A GENERAL anti-avoidance rule is likely to be included in the 2012 Budget, the Prime Minister and Deputy PM have indicated
In an interview with the BBC, Deputy Prime Minister Nick Clegg (pictured) did not confirm there would be a GAAR in the Budget, but said: “We have received a report from an expert, Graham Aaronson, which says an anti-abuse rule is feasible. I very much hope…[that] we can make progress on that in the Budget.”
David Cameron said in a speech at the Intuit headquarters in Maidenhead that HM Revenue & Customs had to collect the money in a “fair and business-friendly manner”. However, he said a tough approach is needed: “With the large companies, that have the fancy corporate lawyers and the rest of it, I think we need a tougher approach.”
The government will continue to cut the rate of corporation tax, and businesses should recognise they “should pay that rate of tax rather than try to avoid it”.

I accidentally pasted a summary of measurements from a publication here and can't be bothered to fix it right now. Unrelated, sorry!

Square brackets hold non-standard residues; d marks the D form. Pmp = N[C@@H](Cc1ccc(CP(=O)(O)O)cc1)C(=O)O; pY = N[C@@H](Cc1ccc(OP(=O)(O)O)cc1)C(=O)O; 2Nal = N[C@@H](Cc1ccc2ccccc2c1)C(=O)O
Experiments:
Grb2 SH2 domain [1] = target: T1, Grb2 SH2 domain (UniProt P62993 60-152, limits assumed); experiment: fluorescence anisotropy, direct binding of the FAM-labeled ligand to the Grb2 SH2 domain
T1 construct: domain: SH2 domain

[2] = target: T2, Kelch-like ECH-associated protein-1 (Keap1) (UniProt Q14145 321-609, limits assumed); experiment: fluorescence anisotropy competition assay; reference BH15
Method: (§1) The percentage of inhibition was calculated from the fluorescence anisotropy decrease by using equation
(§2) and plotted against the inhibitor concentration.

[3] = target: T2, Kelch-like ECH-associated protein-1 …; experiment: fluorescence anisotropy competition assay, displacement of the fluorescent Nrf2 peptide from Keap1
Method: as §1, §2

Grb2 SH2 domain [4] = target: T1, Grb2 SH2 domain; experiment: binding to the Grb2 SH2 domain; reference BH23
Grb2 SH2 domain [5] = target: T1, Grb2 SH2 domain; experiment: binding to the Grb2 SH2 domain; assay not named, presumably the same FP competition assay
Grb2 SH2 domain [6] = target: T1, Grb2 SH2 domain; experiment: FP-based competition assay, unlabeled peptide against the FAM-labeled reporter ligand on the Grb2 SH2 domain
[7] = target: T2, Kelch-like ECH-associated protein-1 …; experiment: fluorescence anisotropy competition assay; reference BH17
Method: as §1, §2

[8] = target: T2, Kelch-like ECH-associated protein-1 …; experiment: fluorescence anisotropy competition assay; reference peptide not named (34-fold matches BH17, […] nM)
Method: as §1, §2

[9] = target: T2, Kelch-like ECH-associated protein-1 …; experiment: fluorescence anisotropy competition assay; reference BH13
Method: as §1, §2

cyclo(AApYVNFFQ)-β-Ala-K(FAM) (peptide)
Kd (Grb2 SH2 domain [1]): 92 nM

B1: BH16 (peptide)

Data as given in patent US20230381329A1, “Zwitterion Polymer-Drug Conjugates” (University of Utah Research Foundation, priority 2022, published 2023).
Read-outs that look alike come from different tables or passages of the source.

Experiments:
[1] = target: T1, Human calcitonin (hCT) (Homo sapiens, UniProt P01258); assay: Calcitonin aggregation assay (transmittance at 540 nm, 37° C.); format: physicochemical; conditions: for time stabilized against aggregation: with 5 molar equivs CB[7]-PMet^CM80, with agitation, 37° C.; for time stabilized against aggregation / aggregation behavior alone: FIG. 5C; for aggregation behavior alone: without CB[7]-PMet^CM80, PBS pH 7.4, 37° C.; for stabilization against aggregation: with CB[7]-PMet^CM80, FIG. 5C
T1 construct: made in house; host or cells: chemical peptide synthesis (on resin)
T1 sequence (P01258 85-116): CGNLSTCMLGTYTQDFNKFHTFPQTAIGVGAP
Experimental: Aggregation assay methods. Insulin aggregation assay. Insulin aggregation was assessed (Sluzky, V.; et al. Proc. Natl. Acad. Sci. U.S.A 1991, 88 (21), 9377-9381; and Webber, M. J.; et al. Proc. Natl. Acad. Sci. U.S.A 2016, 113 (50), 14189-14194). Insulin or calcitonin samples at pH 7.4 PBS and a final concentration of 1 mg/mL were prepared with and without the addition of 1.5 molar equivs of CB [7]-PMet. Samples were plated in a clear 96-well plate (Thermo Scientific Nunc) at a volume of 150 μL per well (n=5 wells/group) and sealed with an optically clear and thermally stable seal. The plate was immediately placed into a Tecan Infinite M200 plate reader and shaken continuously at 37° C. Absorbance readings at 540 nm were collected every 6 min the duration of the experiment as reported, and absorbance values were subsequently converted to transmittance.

Clegg also attacked the “wealthy elite” who paid “an army of accountants” to avoid taxes.
Owen Smith, the shadow Exchequer secretary to the Treasury, said that the GAAR proposals were “narrowly focussed”.
The ATT had previously expressed concern that the legislation was overly complex and created unnecessary complications within the practical working of the new allowances
Introduced in 2013 to encourage R&D investment, the scheme allows UK businesses to pay only 10% corporation tax on profits derived from any UK or certain EU patents
Yet, KPMG’s annual survey shows that the UK is still an attractive place to do business, despite falling in rankings in tax competitiveness and FDI appeal
MTD cost estimates are not based on 'facts', and are 'disbelieved' by most small businesses and sole traders, says Lords committee chairman